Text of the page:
Regulator blames COVID but union says sector was in full swing without proper inspection regime
Safety checks on building sites have fallen by 31% over the past eight years, according to Freedom of Information (FOI) data obtained by the Unite trade union.
Unannounced inspections undertaken by the Health and Safety Executive (HSE) have dropped from 11,303 visits in 2013/14 to just 7,793 in 2021/22, Unite discovered.
Across the regions the biggest decline was in Wales, where inspections fell by 57%, followed by the South East at 51%, and London at 46%.
The union described the figures as “shocking” and “frightening” as construction is already the most dangerous industry in the UK in which to work. Last year 30 workplace deaths were recorded in the sector.
Sharon Graham, Unite General Secretary said: “These figures are shocking, as they demonstrate that the HSE are either unwilling or unable to ensure the safety of construction workers.
“Construction is a dangerous industry, made more dangerous by unscrupulous employers who risk workers’ lives by ignoring safety laws. If the HSE fails to ensure safety, then deaths and injuries will increase.
“The safest sites are union organised workplaces where independent union safety reps are able to challenge safety concerns and keep their fellow workers safe. Unite is unstinting in its campaign to increase organisation and reduce deaths throughout the construction industry.”
Jason Poulter, Unite National Officer for Construction said: “The HSE must explain and justify the sharp decline in construction inspections. For too many employers it is only the fear of being caught which ensures they follow safety laws.”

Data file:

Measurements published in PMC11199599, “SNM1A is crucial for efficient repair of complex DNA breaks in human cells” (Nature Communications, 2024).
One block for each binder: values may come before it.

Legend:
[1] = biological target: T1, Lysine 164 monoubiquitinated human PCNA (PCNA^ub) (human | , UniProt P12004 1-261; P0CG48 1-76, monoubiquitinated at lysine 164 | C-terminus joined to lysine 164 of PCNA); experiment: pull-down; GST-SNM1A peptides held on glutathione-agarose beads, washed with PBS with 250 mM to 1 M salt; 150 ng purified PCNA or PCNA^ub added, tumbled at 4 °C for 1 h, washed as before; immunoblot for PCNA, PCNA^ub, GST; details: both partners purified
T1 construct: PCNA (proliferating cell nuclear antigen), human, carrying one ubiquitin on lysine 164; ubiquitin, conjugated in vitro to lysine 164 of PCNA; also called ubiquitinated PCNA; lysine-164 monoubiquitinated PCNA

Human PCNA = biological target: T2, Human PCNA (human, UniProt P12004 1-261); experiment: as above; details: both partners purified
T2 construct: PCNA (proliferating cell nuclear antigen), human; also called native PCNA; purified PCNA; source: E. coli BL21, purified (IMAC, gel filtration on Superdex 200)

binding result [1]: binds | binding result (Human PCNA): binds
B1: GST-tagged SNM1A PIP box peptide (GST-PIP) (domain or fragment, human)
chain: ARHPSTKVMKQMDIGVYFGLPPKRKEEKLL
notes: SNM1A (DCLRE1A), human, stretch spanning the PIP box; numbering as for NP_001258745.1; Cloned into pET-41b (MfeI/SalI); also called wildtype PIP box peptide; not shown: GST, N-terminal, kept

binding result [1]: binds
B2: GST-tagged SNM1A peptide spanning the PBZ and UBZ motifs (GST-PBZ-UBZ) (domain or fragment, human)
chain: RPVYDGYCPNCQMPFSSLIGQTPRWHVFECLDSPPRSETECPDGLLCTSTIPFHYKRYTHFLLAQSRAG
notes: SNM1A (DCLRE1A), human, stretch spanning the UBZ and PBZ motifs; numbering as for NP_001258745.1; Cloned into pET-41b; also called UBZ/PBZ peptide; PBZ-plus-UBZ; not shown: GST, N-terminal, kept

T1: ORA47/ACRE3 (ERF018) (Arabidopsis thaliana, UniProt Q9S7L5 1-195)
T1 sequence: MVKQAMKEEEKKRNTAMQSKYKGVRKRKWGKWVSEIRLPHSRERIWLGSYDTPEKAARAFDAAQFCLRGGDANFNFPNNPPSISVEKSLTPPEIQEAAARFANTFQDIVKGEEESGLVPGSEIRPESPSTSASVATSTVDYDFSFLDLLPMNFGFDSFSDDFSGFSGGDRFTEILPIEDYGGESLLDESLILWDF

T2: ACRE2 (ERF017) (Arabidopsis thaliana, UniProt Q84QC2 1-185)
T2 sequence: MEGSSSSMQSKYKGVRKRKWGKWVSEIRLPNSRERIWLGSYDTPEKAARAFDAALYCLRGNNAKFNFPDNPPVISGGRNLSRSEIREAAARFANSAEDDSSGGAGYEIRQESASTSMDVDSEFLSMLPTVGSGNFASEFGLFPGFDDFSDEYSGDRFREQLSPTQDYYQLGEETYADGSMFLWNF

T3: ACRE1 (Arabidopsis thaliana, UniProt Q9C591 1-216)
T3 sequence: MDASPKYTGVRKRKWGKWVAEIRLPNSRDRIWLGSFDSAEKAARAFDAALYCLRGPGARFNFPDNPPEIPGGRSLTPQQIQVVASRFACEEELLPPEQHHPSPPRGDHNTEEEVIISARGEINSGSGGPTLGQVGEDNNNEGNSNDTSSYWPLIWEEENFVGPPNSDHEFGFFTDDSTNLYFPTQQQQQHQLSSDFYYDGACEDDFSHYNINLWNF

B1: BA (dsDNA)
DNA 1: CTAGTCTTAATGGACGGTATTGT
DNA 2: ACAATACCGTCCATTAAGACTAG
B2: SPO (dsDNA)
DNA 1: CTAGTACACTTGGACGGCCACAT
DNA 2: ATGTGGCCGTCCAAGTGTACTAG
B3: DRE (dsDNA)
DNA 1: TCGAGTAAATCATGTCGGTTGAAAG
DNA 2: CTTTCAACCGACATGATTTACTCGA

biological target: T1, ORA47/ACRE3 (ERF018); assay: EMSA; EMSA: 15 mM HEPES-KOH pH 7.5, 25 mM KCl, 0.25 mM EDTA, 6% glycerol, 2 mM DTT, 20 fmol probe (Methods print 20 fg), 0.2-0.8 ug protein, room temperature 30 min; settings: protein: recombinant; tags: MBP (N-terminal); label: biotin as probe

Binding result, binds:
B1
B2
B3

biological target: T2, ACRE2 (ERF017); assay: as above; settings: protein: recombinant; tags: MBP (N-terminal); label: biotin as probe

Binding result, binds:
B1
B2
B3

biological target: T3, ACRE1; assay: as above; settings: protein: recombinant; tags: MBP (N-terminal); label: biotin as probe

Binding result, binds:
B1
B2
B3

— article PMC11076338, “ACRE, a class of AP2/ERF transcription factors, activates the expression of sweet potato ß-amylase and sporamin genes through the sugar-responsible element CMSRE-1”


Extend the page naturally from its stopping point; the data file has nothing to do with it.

“Inspections are only one part of what [HSE does] to keep workers safe.”
A HSE spokesperson said: “The number of inspections we carried out while COVID restrictions were in place was inevitably lower. The number has increased significantly in the last year, focused on sites with the highest risk to workers. Inspections are only one part of what we do to keep workers safe.”
They added that, during the pandemic, the HSE carried out over 400,000 COVID safety spot checks, across all workplaces, to reduce the risk posed by COVID-19 transmission. They said: “During the spot checks, HSE provided advice and guidance to manage risk and protect workers, customers and visitors, but where some businesses were not managing this, HSE would take immediate action.
“This could range from the provision of giving specific advice, issuing enforcement notices, stopping certain work practices until they were made safe and, where businesses failed to comply, it could lead to prosecution.”
However, Unite hit back saying that the construction sector was back to full swing by 2021/22 so this was no excuse for the drop in unannounced safety inspections.
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